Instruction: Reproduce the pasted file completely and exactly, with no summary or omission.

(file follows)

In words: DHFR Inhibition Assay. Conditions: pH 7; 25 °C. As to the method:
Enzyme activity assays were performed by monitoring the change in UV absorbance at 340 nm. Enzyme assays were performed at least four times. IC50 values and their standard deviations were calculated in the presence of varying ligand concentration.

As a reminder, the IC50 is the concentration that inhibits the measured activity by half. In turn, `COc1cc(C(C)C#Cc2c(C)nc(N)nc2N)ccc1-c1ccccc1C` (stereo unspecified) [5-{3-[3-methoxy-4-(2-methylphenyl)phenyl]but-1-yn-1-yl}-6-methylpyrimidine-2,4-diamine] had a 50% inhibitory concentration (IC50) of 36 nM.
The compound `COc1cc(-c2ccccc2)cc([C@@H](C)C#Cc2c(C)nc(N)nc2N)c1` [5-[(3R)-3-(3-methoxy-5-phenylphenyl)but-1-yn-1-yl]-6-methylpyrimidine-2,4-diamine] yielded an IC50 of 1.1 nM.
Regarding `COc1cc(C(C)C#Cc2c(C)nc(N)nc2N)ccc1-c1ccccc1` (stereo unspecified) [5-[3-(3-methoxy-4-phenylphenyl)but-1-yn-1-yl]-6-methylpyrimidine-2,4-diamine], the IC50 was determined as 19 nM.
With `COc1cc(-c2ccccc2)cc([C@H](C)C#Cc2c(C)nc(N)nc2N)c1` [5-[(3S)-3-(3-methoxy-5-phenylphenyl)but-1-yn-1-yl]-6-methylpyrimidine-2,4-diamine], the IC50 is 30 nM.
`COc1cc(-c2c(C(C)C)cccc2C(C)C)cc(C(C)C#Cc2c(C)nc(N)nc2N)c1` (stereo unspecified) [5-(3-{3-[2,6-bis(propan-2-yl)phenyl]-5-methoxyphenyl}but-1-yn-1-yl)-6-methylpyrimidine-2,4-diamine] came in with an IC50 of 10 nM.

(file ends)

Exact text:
In words: DHFR Inhibition Assay. Conditions: pH 7; 25 °C. As to the method:
Enzyme activity assays were performed by monitoring the change in UV absorbance at 340 nm. Enzyme assays were performed at least four times. IC50 values and their standard deviations were calculated in the presence of varying ligand concentration.

As a reminder, the IC50 is the concentration that inhibits the measured activity by half. In turn, `COc1cc(C(C)C#Cc2c(C)nc(N)nc2N)ccc1-c1ccccc1C` (stereo unspecified) [5-{3-[3-methoxy-4-(2-methylphenyl)phenyl]but-1-yn-1-yl}-6-methylpyrimidine-2,4-diamine] had a 50% inhibitory concentration (IC50) of 36 nM.
The compound `COc1cc(-c2ccccc2)cc([C@@H](C)C#Cc2c(C)nc(N)nc2N)c1` [5-[(3R)-3-(3-methoxy-5-phenylphenyl)but-1-yn-1-yl]-6-methylpyrimidine-2,4-diamine] yielded an IC50 of 1.1 nM.
Regarding `COc1cc(C(C)C#Cc2c(C)nc(N)nc2N)ccc1-c1ccccc1` (stereo unspecified) [5-[3-(3-methoxy-4-phenylphenyl)but-1-yn-1-yl]-6-methylpyrimidine-2,4-diamine], the IC50 was determined as 19 nM.
With `COc1cc(-c2ccccc2)cc([C@H](C)C#Cc2c(C)nc(N)nc2N)c1` [5-[(3S)-3-(3-methoxy-5-phenylphenyl)but-1-yn-1-yl]-6-methylpyrimidine-2,4-diamine], the IC50 is 30 nM.
`COc1cc(-c2c(C(C)C)cccc2C(C)C)cc(C(C)C#Cc2c(C)nc(N)nc2N)c1` (stereo unspecified) [5-(3-{3-[2,6-bis(propan-2-yl)phenyl]-5-methoxyphenyl}but-1-yn-1-yl)-6-methylpyrimidine-2,4-diamine] came in with an IC50 of 10 nM.